pjberr at rogers.com
Thu Dec 5 11:23:22 EST 2002
OK so here goes...
My problem with the torsen (which I rather like) and the stock setup is that
it allows one front and one rear to slip big time, something I discovered
when ice racing with some fo the s-car guys last year. The problem was
really bad when drag racing and really annoying when trying to cut corners
on the hairpins that made up both ends of the course.
The really poor traction just spun two wheels and the all-wheel drive
Seeing as the 90-94? V8 had a torsen equipped rear diff and the 944 also
uses a limited slip torsen in the 016 it has rear mounted, what would the
downside be to using those components in say... my 200TQ giving it torsen
front, mid and rear?
That to me would seem to be an ideal performance solution, using reasonably
modified street power with an MC2-10V or perhaps an AAN-20V, for road,
gravel, snow and ice use. Not wanting to get into the racing aspects of its
(the torsens) power handling limitations it has me thinking and I'm keeping
my eyes open for the right bits to appear at one of the local wreckers.
1990 200Q MC2
1989 200Q MC1 Parts
1987.5 Coupe GT NF
AAN on shelf...
> -----Original Message-----
> From: quattro-admin at audifans.com [mailto:quattro-admin at audifans.com]On
> Behalf Of QSHIPQ at aol.com
> Sent: Thursday, December 05, 2002 10:38 AM
> To: scott at dreamtheater.zzn.com; quattro at audifans.com
> Cc: torsen at audifans.com
> Subject: Snow Driving
> Ok, I'll chime in here. For any specifics of lockers, please
> read my yearly
> Steamboat reports. Scott, specific to your post, comments inserted.
> In a message dated 12/4/02 2:47:41 PM Central Standard Time,
> quattro-request at audifans.com writes:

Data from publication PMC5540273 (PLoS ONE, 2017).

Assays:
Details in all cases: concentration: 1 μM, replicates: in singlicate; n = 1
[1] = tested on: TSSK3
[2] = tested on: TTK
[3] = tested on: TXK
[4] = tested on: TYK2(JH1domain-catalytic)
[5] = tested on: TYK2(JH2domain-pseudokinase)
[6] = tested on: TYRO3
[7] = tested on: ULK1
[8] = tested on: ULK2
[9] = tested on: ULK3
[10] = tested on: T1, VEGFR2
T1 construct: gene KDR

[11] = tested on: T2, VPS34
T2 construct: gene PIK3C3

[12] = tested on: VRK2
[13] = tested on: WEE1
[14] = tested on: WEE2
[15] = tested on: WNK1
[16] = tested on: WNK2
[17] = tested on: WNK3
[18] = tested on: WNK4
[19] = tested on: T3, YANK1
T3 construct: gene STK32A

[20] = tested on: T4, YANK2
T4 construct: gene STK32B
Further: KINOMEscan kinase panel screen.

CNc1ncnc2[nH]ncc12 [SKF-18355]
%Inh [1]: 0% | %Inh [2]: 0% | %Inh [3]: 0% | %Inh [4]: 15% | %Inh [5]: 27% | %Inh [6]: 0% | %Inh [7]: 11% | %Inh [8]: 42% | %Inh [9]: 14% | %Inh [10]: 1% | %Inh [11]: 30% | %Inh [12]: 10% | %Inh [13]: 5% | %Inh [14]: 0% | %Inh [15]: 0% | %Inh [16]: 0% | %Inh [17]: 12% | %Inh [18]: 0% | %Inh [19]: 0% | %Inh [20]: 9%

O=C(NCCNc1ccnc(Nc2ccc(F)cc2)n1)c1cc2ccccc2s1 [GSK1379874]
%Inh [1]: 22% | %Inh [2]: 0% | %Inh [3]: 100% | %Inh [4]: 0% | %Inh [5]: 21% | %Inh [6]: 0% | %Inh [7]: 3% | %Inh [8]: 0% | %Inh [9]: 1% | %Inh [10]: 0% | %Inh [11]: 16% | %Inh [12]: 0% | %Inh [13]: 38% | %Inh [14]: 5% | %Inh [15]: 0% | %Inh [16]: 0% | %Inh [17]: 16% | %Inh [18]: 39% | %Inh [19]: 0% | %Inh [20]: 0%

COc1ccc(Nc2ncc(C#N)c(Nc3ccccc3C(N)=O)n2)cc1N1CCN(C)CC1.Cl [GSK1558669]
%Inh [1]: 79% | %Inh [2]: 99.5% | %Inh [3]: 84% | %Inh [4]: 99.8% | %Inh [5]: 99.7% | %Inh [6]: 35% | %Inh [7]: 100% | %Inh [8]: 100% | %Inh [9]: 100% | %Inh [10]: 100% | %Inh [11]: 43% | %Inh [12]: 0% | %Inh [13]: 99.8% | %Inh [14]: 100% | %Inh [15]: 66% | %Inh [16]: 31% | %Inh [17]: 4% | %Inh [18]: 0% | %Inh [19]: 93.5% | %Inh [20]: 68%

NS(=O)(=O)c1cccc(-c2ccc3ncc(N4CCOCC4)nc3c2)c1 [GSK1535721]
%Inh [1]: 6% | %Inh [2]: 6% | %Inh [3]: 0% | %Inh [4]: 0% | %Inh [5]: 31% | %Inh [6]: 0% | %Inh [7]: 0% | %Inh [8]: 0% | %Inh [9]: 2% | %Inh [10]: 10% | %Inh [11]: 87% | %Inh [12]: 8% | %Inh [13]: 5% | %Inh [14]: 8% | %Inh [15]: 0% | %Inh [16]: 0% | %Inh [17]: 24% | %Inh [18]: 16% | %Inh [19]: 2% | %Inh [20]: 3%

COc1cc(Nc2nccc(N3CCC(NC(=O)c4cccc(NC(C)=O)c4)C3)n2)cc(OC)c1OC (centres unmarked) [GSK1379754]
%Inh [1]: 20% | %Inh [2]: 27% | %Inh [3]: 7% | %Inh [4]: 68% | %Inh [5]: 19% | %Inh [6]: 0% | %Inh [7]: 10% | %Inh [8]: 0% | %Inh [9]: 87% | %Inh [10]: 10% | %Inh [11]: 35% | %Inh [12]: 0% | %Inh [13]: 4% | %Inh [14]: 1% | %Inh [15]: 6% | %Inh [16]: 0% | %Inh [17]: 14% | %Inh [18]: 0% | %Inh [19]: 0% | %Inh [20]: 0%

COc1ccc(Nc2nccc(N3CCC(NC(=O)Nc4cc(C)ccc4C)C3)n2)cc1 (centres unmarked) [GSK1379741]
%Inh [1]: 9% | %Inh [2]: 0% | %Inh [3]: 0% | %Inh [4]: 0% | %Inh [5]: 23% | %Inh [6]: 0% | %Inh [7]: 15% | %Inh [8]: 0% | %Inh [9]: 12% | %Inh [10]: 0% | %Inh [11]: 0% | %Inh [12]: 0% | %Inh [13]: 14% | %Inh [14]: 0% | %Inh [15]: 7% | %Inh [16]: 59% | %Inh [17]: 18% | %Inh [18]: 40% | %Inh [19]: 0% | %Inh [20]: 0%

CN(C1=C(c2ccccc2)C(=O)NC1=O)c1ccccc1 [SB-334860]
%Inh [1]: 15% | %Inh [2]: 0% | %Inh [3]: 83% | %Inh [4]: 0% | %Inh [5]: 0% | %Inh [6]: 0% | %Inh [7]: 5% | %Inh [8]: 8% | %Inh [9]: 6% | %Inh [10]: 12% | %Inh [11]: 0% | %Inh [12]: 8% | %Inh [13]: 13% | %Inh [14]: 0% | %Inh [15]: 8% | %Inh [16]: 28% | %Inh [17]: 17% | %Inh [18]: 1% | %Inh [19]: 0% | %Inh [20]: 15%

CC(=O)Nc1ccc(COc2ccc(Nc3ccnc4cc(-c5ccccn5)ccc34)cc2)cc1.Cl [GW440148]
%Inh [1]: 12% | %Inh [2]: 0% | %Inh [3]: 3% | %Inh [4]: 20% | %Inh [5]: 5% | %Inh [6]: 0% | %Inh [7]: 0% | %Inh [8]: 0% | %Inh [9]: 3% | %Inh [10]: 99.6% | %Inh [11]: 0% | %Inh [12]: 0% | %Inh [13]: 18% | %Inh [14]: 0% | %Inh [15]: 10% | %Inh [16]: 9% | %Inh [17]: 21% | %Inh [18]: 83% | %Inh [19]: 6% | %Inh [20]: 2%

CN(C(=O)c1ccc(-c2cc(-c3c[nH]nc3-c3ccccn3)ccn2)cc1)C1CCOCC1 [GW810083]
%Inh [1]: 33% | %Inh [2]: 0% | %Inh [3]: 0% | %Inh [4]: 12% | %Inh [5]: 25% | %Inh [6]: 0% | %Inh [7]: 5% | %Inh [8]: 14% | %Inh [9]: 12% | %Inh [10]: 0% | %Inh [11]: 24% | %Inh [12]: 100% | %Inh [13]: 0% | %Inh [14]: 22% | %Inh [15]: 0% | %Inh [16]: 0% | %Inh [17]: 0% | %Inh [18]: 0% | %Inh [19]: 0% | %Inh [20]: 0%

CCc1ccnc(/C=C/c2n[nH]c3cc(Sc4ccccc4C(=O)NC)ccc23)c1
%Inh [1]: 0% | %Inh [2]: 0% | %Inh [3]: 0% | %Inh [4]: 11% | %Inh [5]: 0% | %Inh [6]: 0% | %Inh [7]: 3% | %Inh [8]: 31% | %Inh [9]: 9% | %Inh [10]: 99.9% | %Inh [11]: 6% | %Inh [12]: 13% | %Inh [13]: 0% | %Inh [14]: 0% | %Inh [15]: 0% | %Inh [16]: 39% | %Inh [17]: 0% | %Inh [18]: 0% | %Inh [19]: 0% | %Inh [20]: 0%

> >having driven both types of quattros (non torsen and torsen), I must
> >say that I do enjoy the torsen type of the 200q, despite not having
> >the ability to lock the rear diff at over 15 mph.
> Try interrupting the blue white wire that goes to the controller under the
> seat. The 15mph lockout can be modified.
> >On my 5ktq, I could spin the tires in rain before the center diff
> >would control it, either that or the speed. I would go through front
> >tires pretty quickly, nearly the same as my 5kt 5speed.
> Unlocked I presume? Since locked this wouldn't hold true. That must be
> either one heck of a 1.8 bar mod, or crappy tires.
> > BTW- I run
> >1.8 bar. Also, the 5ktq would't track straight on hard, wet launches
> >or over wet painted roadway stripes. I'd have to lock the center,
> >losing abs. I have locked up all fours doing this, too. Was able to
> >kick the rear of the car out regularly :)
> A locker without ABS isn't such a bad thing. As Bob pointed out, ABS only
> gives you the ability to steer impending lockup. A locked center diff
> however, gives you ideal brake force distribution, which, if you
> know how to
> threshold brake, can be infinitely better in terms of braking
> than ABS. In
> the scenario above, the torsen and the locked diff would behave
> >On my 200, I feel this system is superior. Very hard to kick the rear
> >out. More balanced tire wear. Car lauches straight, all the time.
> Actually, the rear comes out easier on a torsen car than on a
> locker or open
> diff car, it's the nature of the device. Turning radius makes the torque
> shift rear on a torsen car.
> >Can't really spin a tire.
> That's because Trg goes down when you do. Some consider this a
> good thing. I
> >Next, even without locking the rear diff,